Sign In / Sign Out
Navigation for Entire University
- ASU Home
- My ASU
- Colleges and Schools
- Map and Locations
Born and raised in Waimea and Waipiʻo Valley on the island of Hawaiʻi, Kaʻiulani Murphy developed a passion for voyaging while a Hawaiian Studies student at the University of Hawaiʻi at Mānoa. Since 1998, she has served as a crew member with Hōkūleʻa and the Polynesian Voyaging Society, participating in voyages to Rapa Nui, Papahānaumokuākea Marine National Monument, Micronesia and Japan, and the recent Mālama Honua Worldwide Voyage. Kaʻiulani feels privileged to learn from extraordinary mentors and to share her experiences with students at Honolulu Community College and UH Mānoa where she teaches courses in Hawaiian astronomy, navigation and voyaging.
Kaʻiu Kimura is the executive director at the ʻImiloa Astronomy Center of Hawaiʻi. She manages and oversees all aspects of the astronomy center operations including the planetarium, exhibit hall, gift shop, restaurant operations and educational outreach. Kaʻiu has held previous positions at the ʻImiloa Astronomy Center, working first as the curriculum coordinator, then experience coordinator and associate director. She earned a bachelor’s degree in Hawaiian studies and a master’s degree in Hawaiian language and literature from the University of Hawaiʻi at Hilo. Kaʻiu is on the boards of Hawaiʻi Island Workforce and Economic Development ʻOhana, ʻAha Pūnana Leo and the Hawaiʻi Island Chamber of Commerce.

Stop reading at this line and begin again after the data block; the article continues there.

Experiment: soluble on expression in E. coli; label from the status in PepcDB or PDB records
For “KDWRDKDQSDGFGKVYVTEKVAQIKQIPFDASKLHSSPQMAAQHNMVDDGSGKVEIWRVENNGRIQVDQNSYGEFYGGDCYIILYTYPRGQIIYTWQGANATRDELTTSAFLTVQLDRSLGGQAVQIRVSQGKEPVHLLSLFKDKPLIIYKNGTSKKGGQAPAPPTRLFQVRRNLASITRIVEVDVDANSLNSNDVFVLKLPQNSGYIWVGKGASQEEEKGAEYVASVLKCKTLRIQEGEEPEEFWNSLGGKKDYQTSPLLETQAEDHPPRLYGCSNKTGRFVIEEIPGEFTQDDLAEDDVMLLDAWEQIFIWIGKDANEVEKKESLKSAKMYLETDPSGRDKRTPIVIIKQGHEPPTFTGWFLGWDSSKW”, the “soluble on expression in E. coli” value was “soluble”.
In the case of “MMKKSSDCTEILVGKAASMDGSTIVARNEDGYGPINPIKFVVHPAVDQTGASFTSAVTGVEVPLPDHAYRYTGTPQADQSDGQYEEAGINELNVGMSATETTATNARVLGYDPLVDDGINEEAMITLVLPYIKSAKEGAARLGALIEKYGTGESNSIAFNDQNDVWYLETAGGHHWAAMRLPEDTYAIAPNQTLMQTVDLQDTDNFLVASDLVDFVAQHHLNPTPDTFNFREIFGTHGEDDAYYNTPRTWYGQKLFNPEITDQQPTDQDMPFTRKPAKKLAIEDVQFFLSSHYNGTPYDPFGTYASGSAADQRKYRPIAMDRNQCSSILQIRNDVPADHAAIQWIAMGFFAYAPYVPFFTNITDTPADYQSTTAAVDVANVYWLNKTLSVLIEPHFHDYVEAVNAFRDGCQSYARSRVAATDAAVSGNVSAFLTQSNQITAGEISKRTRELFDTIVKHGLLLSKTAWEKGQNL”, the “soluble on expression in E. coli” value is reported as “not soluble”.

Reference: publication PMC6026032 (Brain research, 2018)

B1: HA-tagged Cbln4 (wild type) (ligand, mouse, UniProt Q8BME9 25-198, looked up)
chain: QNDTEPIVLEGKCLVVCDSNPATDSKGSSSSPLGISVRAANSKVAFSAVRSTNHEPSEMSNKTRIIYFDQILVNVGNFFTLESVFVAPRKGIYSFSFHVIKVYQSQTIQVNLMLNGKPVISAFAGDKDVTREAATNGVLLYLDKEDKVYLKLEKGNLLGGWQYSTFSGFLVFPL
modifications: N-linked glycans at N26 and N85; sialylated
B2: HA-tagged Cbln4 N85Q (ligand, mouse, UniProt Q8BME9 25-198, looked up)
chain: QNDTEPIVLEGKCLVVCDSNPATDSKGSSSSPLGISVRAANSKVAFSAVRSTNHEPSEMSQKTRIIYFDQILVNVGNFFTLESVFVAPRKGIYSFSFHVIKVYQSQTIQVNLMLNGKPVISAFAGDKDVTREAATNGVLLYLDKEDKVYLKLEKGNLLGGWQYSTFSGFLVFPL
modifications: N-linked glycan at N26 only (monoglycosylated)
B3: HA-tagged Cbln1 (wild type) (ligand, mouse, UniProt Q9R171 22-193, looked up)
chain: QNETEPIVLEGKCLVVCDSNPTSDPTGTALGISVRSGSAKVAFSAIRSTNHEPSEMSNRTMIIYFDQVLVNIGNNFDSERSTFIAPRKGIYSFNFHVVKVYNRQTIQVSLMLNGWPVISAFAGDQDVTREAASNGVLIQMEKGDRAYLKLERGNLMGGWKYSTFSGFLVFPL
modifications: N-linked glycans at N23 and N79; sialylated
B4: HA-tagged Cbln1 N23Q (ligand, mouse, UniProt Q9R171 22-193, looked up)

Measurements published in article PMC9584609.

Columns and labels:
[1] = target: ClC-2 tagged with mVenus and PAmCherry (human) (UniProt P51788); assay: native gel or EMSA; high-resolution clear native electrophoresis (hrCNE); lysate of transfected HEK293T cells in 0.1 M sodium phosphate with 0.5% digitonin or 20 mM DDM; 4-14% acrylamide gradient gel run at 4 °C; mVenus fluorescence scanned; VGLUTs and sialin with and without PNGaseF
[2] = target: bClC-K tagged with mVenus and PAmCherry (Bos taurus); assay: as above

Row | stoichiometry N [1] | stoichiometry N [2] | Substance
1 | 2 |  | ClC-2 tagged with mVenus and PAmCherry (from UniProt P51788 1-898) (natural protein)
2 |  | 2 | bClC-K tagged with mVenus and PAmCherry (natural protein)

Laurie Rousseau-Nepton is a resident astronomer at the Canada-France-Hawaii Observatory and was a postdoctoral researcher at the University of Hawaii between 2017 and 2019. First indigenous woman in Canada to obtain a PhD in astrophysics, she received her diploma from Université Laval by studying regions of stellar formation in spiral galaxies. Laurie Rousseau-Nepton was a FRQNT postdoctoral scholarship recipient, previously received the Hubert Reeves Fellowship and the Award for native women in sciences of the Association des femmes diplômées des universités du Québec. She is now leading an international project called SIGNALS, aiming at observing thousands of newly born stars in galaxies close to the Milky Way to understand how their birthplace affect the rest of their life and the galaxies evolution. She is involved in Equity, Diversity and Inclusion committees for the Canadian Association of Physicist and for the Maunakea Observatories and is devoted in promoting a community driven way to do science.